We repeat it — In treating of men of letters, we will not record biographical anecdotes of any kind, whether of panegyric or of scandal: As men of letters only we speak of them.
Dr. Johnson has long possessed a splendid reputation in the republic of letters, and it was honestly acquired. His labour was unwearied, his success was undoubted, and it is crowned with a fame which posterity will not attempt to diminish.
The most laborious of his works is a Dictionary, by which he has at once extended the bounds, improved the elegance, and elucidated the genius of our unsettled and difficult language. In this immense work the variety of readings is so numerous, the investigation of the language is so precise, the definitions are so conclusive; and so many operations, traced through a variety of sources, are made so artfully to combine at one center, to complete one great purpose; that it appears to have required an association of scholars in its completion — But this serves to heighten our ideas of the singular genius which was alone equal to so arduous a study.
As a moralist his reputation is great, but not so unrivalled. He may be said to have improved, not extended, the system of moral philosophy. But if his ideas are not original, his style is: in this it may be objected to him, that he has neglected the simplicity of nature for the more studied decorations of art. He is frequently sonorous without melody, and aspiring without sublimity; and the pompous parade of his periods, though it may excite the admiration of the vulgar, will seldom dazzle the man of taste.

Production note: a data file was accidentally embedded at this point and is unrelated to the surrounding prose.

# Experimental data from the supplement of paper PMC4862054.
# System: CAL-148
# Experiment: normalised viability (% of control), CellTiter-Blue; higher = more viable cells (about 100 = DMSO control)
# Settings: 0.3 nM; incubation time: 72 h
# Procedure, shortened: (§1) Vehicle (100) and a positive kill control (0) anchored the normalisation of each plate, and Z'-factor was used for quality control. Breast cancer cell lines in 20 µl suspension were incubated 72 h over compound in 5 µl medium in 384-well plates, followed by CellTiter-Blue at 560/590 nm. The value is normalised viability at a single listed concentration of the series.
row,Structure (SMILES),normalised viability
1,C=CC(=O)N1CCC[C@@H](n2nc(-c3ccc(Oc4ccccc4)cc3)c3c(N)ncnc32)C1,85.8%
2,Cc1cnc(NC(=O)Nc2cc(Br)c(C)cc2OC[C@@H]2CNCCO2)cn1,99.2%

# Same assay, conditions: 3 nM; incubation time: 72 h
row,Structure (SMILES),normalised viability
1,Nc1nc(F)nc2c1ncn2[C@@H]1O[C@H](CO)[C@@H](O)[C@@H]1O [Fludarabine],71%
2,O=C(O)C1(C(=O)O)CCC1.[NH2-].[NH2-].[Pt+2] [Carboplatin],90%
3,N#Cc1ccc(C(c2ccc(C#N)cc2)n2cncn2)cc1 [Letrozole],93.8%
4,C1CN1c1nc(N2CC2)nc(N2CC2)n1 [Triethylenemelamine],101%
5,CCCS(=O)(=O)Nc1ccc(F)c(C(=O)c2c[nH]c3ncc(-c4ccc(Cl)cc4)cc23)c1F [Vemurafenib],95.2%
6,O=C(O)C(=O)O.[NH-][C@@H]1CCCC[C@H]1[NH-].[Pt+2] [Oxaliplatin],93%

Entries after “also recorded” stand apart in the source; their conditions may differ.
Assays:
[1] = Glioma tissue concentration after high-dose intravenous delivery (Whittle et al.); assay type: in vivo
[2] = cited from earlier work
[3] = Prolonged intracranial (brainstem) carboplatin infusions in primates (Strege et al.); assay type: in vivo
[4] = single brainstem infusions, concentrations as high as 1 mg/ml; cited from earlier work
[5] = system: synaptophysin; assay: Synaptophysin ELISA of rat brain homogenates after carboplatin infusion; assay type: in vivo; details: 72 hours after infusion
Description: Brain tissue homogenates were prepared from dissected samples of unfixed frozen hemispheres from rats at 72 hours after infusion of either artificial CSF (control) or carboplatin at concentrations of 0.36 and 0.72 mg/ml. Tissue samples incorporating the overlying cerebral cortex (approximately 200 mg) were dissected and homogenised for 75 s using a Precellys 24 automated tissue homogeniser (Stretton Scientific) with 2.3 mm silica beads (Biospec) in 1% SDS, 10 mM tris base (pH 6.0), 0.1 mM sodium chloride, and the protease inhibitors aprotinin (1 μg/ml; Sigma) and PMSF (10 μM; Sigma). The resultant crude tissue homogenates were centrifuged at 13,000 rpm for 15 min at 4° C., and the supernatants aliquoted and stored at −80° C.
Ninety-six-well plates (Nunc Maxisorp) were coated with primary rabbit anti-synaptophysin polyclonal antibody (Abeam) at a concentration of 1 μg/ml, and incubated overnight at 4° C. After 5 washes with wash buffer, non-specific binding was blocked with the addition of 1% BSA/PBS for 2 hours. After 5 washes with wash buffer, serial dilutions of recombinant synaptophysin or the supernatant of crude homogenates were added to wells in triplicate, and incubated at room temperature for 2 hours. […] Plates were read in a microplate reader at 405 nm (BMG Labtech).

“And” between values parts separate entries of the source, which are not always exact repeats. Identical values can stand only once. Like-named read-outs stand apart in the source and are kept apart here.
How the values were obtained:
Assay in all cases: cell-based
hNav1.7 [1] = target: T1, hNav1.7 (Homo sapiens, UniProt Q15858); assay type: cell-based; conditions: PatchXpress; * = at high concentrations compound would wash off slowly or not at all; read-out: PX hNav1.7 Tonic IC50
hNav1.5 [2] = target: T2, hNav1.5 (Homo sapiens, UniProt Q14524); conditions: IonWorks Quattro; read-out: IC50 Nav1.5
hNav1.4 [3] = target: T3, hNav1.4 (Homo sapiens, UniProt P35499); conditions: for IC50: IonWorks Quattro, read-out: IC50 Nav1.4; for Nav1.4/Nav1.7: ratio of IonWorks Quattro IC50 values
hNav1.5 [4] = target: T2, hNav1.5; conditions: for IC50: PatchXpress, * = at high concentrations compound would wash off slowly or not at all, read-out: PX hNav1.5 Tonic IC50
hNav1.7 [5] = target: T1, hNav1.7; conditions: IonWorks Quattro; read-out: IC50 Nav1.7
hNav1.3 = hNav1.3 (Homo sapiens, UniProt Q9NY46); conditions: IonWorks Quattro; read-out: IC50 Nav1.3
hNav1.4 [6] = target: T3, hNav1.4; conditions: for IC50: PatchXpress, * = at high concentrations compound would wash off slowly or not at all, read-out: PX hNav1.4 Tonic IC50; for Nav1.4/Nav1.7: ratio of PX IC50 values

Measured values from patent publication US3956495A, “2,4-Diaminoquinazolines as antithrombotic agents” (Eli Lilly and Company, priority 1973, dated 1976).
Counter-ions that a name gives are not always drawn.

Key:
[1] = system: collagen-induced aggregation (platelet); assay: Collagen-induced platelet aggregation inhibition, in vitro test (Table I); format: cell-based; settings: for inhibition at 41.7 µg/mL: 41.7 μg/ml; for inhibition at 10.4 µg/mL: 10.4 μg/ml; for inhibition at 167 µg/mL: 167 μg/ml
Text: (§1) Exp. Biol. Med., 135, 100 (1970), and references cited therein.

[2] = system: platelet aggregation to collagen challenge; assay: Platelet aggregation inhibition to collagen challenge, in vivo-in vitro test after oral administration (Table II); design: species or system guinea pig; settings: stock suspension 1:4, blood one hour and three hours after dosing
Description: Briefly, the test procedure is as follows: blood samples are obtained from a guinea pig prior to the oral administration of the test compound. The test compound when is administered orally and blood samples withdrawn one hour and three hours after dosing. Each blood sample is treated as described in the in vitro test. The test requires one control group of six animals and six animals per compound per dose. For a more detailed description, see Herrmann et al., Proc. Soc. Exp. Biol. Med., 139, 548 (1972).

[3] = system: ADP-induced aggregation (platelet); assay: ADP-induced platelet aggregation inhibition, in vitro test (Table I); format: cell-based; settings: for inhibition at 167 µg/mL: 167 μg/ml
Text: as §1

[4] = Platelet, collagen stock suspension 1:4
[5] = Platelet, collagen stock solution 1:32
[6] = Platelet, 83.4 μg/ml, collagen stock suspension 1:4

He has also displayed his abilities as a novelist and an allegorist. But in works which are dependent chiefly upon invention, his genius seems not to be active. In studies which demand strength of reasoning and force of expression, his capacity is not often deficient; but with this his fancy seldom keeps pace.
As a poet he possesses some happy qualities. His poetical productions are few, and we regret it. Without great elevation of the fancy, or uncommon flights of the imagination, he has the art of giving that happy dignity to his sentiments, and that pointedness to his expressions, which win our attention, and gain upon our hearts. In his poetry he is not merely a poet: he is a philosopher too.
This gentleman has also shone occasionally as a wit — in the most simple and confined implication of the word. We have many of his bon mots upon record. These generally are not so brilliant as they are pointed: and perhaps they are not so frequently just as they are ill-natured. They consist of that happy combination of ideas which is more dependent upon the judgment than upon any other faculty.
He is said to affect a singularity in his manners, and to contemn the social rules which are established in the intercourse of civil life. If this extravagance is affected, it is a fault; if it has been acquired by the habitudes of his temper and his indolence, it scarcely merits censure. We allow to the man, who can soar so high above the multitude, to descend sometimes beneath them. It is thus nature has levelled the lot of her children.